Unlike imperialist countries, Russia’s economic engagement with its dependents, particularly former Soviet republics, is characterised by selling commodities—particularly oil and gas—at prices lower than those current on the world market. In a 2014 Brookings Institution article entitled “Ukraine: A prize neither Russia nor the West can afford to win”, the author estimated that Russia was subsidising Ukraine to the tune of US$ 10 to 15 billion per year. Russian trade with other former Soviet republics is similarly characterised by significant discounts on oil and gas sales. Rather than playing a predatory role in its near abroad, or anywhere else, Russia derives most of its income from energy sales, largely to Europe. Russia is not an imperialist power, despite its formidable military, but rather a dependent capitalist country. The actual imperialists in North America, Europe and Japan understand this and hope that by imposing massive sanctions they might bring back the good old days when Yeltsin danced to the tune of Washington, Berlin, London and Paris.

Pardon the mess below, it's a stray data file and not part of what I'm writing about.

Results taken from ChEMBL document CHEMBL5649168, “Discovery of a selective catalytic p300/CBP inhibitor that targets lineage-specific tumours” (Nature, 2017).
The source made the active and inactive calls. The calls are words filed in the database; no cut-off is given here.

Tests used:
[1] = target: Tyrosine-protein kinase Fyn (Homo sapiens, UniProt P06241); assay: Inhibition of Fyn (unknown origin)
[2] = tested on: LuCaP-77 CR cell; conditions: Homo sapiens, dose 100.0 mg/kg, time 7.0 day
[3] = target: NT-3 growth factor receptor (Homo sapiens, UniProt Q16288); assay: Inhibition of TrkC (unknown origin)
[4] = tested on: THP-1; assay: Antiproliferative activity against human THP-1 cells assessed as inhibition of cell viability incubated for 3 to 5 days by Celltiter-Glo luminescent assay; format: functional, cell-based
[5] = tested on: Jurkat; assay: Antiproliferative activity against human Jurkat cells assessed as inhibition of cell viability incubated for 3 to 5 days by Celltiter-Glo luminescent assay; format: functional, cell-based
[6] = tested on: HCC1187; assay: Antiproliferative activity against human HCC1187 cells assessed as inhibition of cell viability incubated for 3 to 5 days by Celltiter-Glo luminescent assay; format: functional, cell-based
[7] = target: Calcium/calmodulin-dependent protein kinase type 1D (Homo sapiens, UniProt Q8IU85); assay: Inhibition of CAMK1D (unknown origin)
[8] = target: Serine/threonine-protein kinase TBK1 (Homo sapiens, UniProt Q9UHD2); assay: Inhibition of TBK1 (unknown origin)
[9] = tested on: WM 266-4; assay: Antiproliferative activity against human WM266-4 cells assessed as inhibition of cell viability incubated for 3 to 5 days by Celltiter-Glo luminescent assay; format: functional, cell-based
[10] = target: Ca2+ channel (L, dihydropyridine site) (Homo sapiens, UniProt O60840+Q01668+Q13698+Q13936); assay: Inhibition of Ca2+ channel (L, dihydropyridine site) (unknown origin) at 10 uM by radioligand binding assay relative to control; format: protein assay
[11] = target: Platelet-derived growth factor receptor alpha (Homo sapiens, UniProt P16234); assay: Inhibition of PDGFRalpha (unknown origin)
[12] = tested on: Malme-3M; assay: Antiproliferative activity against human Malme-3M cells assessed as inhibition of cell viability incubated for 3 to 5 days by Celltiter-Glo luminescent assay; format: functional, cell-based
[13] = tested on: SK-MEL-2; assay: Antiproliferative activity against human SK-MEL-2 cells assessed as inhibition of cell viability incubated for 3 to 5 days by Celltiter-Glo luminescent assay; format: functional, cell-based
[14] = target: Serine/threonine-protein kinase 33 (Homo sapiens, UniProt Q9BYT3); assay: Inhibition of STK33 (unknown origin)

In 2014 the US funded the Euromaidan coup to remove Viktor Yanukovych, who had won Ukraine’s presidential election in 2010. Yanukovych had introduced a language law that granted rights to any minority of ten percent or more in a locality while attempting to play off the EU and Russia against one another. In late 2013 when Yanukovych accepted Putin’s offer of a US $15 billion loan and subsidised energy prices, instead of the IMF austerity package the EU was pushing, many people in Western Ukraine who wanted to join the EU were opposed. Washington seized the opportunity the protests presented and invested US $5 billion in toppling Yanukovych, whose administration was replaced by one composed of handpicked US favourites. The subsequent fighting in Maidan Square that ultimately deposed Yanukovych was spearheaded by organised fascists who revere Stepan Bandera, a leading Nazi collaborator during Germany’s occupation of Ukraine during World War II.